If you've got tingly fingers and toes, you may wonder whether they indicate something serious. That prickly sensation can have a variety of causes, from benign to sinister. Once the tingling spreads to your face, it's time to find out what you're dealing with. Consult a medical professional for a full diagnosis.
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Tingling is related to your nerves. When a nerve becomes numb and then "wakes back up," an abnormal sensation can occur. It's been described as "pins and needles"—a prickly feeling, not unlike an itch. Tingling generally means that one or more nerves is under pressure, or not getting enough blood. However, the underlying cause can be difficult to determine.
The simplest cause of tingling is lack of movement. When you don't move for a long time, it can put pressure on nerves and blood vessels, resulting in tingling when you move again. Another likely cause is tight clothing, which can restrict blood and cause pressure. Tingling can also result from pressure on your nerves from enlarged blood vessels, tumors, scar tissue or infection, according to MedlinePlus. Cholesterol buildup from atherosclerosis in the legs can make your feet tingle when you walk. Additional causes of tingling include carpal tunnel syndrome, diabetes, migraine, multiple sclerosis, seizures, underactive thyroid and vitamin deficiency.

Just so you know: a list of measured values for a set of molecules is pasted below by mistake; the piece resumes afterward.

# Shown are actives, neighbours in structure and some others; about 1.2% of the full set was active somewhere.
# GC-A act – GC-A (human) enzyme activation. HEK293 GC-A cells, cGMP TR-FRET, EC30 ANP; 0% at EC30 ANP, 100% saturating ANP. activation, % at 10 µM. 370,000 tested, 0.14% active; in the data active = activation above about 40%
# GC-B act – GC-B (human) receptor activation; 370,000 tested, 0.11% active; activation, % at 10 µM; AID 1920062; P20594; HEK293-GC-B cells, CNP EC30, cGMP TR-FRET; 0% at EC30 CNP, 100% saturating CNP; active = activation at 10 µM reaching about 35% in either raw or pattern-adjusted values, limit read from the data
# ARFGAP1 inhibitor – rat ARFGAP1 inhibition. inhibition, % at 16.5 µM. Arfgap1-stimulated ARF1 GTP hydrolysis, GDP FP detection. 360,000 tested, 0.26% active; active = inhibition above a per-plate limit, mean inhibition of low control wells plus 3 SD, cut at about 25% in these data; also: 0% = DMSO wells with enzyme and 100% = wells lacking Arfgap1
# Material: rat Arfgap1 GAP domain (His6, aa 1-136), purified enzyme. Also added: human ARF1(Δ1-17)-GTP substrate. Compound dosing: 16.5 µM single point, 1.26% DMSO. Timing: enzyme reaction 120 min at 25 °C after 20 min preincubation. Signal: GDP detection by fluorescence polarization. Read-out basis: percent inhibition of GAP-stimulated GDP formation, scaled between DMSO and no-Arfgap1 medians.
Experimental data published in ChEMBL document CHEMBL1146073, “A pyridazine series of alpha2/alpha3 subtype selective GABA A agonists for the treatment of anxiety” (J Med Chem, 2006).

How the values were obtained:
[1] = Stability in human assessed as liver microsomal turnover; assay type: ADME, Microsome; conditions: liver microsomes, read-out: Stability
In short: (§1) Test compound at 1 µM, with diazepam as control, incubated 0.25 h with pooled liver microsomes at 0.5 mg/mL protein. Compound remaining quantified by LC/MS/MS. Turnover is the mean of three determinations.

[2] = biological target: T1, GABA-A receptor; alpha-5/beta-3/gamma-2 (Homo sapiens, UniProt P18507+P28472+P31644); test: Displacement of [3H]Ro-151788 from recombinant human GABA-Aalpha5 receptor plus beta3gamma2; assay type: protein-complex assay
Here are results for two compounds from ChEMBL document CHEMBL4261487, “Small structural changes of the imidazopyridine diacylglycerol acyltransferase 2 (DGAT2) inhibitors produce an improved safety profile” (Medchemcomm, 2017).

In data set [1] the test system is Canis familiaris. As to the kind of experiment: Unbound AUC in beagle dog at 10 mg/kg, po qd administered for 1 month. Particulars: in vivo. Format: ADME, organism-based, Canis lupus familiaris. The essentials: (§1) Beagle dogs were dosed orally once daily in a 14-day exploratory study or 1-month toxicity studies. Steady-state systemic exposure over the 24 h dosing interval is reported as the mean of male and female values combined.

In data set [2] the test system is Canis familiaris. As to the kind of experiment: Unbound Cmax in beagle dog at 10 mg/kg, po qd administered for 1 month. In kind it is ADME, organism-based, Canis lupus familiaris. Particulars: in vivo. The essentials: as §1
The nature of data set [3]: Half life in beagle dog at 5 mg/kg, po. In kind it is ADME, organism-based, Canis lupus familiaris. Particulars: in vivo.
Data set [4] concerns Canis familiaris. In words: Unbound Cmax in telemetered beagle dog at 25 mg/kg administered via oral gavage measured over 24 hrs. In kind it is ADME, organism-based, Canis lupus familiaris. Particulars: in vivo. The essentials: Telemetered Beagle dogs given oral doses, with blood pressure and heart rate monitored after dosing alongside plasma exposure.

Tingling is often accompanied by numbness. The medical term for numbness and tingling is "parasthesia." Parasthesia is significant, but not life-threatening. Additional, more serious symptoms include weakness or paralysis, loss of muscle control, pain, confusion, slurred speech, dizziness, and rash. When symptoms such as these accompany tingling, they can indicate a serious medical condition. If you have any of these additional symptoms, call your doctor or go to a hospital immediately.
While tingling is not life-threatening, it can result in nerve damage over time. This is known as peripheral neuropathy, and it is difficult to cure. Peripheral neuropathy can be inherited or acquired through injury or illness. If you have just started experiencing tingling, it may be treatable; however, the longer it goes untreated, the more difficult it can be to cure. If your tingling has spread from your hands and feet to your face, or if it's been happening for a long time and is getting worse, see a medical professional.
If you have tingling in your hands, feet and face, first determine whether your clothing is too tight, particularly at the cuffs and neck. Move and stretch to restore circulation. If tingling continues, contact your doctor immediately for a consultation. Your doctor may conduct a physical examination and take your medical history, focusing on your nervous system—specifically asking about any other abnormal sensations, how long you've felt tingling and whether anything makes it worse. Blood tests, X-rays, a CT scan or an MRI may be used to diagnose the source of your tingling.